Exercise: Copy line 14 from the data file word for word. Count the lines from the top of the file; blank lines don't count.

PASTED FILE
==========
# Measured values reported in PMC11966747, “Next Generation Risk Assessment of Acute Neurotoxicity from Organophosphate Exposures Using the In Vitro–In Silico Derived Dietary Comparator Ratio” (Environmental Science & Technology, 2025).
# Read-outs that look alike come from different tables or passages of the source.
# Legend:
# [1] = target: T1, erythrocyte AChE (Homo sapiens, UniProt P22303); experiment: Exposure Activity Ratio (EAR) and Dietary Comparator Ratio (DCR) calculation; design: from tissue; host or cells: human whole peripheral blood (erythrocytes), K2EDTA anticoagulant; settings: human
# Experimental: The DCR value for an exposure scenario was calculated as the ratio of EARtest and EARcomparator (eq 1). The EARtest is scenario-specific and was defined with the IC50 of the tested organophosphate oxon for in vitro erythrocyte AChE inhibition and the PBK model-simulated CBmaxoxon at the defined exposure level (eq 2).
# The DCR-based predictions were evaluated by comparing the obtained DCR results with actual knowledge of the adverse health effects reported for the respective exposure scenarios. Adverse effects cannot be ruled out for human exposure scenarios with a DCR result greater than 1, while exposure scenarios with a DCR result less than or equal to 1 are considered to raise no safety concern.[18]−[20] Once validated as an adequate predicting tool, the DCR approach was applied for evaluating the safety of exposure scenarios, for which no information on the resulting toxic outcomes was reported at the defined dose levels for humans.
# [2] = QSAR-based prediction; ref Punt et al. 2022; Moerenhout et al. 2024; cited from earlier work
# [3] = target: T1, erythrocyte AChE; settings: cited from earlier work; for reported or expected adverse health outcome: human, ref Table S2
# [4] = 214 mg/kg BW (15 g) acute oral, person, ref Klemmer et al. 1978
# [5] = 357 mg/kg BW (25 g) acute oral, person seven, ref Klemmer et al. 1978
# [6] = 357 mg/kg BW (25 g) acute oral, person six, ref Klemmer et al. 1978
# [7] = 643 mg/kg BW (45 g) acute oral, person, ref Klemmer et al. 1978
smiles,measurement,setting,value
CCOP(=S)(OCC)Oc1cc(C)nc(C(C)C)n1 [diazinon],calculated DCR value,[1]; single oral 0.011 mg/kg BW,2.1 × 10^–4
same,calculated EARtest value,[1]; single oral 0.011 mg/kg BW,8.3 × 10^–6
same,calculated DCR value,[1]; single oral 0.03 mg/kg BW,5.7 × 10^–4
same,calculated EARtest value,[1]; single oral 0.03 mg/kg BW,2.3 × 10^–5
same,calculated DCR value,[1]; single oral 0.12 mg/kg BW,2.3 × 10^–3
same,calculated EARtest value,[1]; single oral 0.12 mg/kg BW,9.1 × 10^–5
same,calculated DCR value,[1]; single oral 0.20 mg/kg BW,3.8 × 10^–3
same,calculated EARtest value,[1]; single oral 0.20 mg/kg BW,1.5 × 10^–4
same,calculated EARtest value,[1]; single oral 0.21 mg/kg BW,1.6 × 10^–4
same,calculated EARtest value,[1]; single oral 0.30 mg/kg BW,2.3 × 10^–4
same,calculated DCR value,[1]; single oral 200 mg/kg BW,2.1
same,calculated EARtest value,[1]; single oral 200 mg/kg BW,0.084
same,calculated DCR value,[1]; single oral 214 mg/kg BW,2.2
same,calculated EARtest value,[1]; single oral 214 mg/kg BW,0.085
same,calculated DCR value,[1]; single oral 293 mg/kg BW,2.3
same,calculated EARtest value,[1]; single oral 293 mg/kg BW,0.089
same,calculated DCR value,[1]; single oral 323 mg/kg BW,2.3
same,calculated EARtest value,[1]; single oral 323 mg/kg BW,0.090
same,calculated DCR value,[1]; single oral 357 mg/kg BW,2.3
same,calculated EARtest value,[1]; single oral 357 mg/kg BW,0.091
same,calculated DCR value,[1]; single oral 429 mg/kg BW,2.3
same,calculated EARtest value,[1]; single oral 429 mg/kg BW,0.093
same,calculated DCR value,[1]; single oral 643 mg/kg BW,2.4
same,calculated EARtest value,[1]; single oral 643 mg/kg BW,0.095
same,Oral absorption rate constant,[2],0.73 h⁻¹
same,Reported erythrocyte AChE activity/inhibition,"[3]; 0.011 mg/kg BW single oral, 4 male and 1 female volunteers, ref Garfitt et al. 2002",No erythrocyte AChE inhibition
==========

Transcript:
CCOP(=S)(OCC)Oc1cc(C)nc(C(C)C)n1 [diazinon],calculated DCR value,[1]; single oral 0.011 mg/kg BW,2.1 × 10^–4